The venue was smaller than I expected. People came in and out all day and there were about 30 at the busiest times. The day consisted of 5 sets of panelists presenting papers that they had submitted for this conference. They all talk about their work, then the discussant would give comments, and then open the discussion to the audience. I arrived in the middle of the 2nd set of panelists because.. I didn't want to get up that early. The 2nd set of panelists were about politics and economics. I wasn't all that interested but I found out about ASEAN (pronounced ah-see-ahn, I mean, this just sounds Asian). I think I have a lot to learn about how the world works in general.

Lunch was catered by a noodle place. The organizers ordered a good variety of food which included fried rice, spring rolls, pad thai, and drunken noodles. There were all sorts of Asian snacks as well. I chatted with various people, none of whom had the slightest idea how a flyer managed to get to MIT. There were a good amount of undergrads at the conference as well.

I think the 3rd set of panelists had the most interesting topics by far. The first presentation was on Macao and explored people's sense of nostagia for the past and longing for development. The second one was about the development of railroads in China and how they were linked to imperialism instead of transport of goods. And the third one an ethnography of people who went to Cha Chaan Tengs (茶餐厅) in Chicago Chinatown. I thought the Cha Chaan Teng one was really awesome. Cha Chaan Tengs are those "Hong Kong style tea houses" or Chinese pastry shops that you can sit down to eat. The grad student who did this paper basically spent a summer at one of these tea houses in Chicago chinatown talking to the patrons and finding out why people go to these places. I thought this was a really cool example of anthropology fieldwork. I downloaded her paper and look forward to reading it. Maybe I'll get to work on something exciting like this for my anthropology class...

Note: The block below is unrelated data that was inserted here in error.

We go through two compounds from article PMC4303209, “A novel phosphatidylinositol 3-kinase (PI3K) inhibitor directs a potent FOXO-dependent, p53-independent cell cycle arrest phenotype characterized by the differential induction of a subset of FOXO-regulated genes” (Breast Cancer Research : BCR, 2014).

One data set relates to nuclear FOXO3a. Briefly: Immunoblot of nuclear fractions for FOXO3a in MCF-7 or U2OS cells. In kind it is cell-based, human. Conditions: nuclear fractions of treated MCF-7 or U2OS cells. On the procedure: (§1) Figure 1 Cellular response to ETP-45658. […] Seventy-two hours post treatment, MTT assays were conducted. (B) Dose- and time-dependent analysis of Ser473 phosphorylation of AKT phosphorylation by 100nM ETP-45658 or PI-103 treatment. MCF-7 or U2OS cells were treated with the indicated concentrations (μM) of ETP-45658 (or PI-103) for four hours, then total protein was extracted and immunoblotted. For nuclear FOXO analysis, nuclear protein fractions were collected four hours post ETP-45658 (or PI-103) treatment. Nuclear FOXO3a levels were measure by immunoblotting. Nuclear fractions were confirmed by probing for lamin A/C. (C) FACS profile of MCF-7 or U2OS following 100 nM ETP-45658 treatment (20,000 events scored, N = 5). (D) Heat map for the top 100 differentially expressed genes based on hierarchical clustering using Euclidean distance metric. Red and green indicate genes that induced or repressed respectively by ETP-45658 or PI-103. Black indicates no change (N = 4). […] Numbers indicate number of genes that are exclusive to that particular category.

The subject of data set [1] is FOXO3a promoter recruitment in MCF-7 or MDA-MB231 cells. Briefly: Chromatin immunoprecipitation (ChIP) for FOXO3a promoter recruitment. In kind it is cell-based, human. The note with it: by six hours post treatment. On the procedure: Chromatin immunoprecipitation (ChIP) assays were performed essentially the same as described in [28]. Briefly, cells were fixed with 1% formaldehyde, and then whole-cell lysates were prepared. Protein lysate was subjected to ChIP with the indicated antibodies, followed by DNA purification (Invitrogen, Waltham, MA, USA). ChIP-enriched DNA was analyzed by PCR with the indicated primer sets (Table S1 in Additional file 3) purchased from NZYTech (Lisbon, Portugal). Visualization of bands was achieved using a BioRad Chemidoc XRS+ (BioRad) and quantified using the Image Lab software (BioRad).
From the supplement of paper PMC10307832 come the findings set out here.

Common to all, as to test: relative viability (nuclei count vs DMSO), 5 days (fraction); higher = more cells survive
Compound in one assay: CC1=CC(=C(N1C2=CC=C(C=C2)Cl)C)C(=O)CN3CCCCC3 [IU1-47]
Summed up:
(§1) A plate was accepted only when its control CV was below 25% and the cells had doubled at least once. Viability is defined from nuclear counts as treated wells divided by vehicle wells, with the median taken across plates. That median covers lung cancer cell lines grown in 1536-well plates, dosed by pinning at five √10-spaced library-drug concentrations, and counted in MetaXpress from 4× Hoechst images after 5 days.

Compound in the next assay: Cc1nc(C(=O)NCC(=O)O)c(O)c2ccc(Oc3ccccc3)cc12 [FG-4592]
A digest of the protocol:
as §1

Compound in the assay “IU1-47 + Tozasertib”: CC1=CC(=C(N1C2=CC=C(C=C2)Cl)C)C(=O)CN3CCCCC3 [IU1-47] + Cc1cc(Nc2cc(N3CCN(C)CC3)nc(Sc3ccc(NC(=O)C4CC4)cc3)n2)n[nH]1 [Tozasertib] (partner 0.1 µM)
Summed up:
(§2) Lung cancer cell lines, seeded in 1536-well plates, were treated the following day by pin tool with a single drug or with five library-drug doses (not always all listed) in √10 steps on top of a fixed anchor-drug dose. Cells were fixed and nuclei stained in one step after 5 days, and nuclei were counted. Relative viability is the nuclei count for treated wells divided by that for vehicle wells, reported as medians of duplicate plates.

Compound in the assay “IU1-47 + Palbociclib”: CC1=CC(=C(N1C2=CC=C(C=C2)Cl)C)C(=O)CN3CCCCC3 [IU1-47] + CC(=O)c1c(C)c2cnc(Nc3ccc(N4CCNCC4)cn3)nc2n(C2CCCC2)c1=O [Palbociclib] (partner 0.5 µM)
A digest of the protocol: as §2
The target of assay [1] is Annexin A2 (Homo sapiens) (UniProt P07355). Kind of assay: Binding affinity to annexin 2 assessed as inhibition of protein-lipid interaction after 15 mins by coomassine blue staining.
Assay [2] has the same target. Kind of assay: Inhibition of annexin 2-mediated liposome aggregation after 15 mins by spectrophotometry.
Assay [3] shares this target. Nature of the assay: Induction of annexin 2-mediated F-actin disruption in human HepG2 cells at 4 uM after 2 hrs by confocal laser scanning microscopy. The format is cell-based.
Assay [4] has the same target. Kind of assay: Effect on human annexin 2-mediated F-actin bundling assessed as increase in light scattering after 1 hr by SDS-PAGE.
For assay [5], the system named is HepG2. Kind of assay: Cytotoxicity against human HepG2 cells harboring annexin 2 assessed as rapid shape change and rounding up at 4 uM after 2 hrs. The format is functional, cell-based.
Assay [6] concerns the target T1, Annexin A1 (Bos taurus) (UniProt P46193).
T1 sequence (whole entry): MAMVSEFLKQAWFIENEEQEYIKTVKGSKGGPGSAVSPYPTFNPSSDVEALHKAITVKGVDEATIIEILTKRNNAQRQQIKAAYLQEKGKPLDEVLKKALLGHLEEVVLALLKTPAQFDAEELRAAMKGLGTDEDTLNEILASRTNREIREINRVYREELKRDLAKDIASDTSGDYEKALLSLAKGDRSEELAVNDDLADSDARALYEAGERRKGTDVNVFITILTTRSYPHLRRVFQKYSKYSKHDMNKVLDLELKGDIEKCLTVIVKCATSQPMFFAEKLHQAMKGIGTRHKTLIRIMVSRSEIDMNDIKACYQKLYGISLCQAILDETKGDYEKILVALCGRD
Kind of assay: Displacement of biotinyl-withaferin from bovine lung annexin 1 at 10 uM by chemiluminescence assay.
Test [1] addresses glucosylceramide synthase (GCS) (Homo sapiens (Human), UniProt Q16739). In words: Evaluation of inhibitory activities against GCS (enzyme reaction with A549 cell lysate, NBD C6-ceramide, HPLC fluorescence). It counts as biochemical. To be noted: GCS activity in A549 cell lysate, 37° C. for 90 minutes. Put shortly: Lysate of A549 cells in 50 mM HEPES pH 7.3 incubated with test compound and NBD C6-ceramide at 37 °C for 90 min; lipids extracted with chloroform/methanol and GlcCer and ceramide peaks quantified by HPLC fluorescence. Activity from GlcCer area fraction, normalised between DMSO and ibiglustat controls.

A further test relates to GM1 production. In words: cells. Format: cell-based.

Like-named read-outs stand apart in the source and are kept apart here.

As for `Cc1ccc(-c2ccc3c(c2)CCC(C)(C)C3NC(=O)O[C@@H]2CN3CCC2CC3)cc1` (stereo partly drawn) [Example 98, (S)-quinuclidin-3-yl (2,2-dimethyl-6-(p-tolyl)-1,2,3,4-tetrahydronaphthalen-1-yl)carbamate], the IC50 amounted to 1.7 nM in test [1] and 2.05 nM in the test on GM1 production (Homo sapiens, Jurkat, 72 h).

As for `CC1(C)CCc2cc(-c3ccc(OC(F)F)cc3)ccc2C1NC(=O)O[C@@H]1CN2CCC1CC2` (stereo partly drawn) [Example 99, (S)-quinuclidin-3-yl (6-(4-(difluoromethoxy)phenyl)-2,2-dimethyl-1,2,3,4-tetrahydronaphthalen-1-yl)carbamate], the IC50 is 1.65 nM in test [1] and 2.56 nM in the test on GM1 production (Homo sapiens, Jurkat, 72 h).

The 4th panel was on social conflicts in Southeast Asia and we heard presentation on Indonesia and the Philippines. The 5th panel consisted of historical and anthropological studies from Japan and China. The topics were: hot springs in Tokawaga and modern Japan, the concept of "Chinese food", Japanese super flat art, art and photography of Chinese migrant workers, and the use of honorifics in Japanese newspapers. The conference definitely had a wide range of very interesting topics. I really enjoyed all the presentations. They're all things that I don't think I would have ever encountered, especially with an undergrad curriculum in civil engineering. I think I'm going to try to make it to more of these talks this semester.

There was dinner and cultural performances after the talks. But I left before dinner because it was getting dark. And there were things I needed to take care of so couldn't really stay the whole time. If I'm in the area next year, I think I would definitely try to come again. And maybe I should really keep an eye out for conferences in other areas of study as well. Branch out... Architecture talks on Thursday nights. Civil MEng seminars Fridays at noon. East Asian studies Monday and Friday afternoons. Or at least browse some magazines one in a while.

Thursday, February 12, 2009


This is hilarious:

Wednesday, February 11, 2009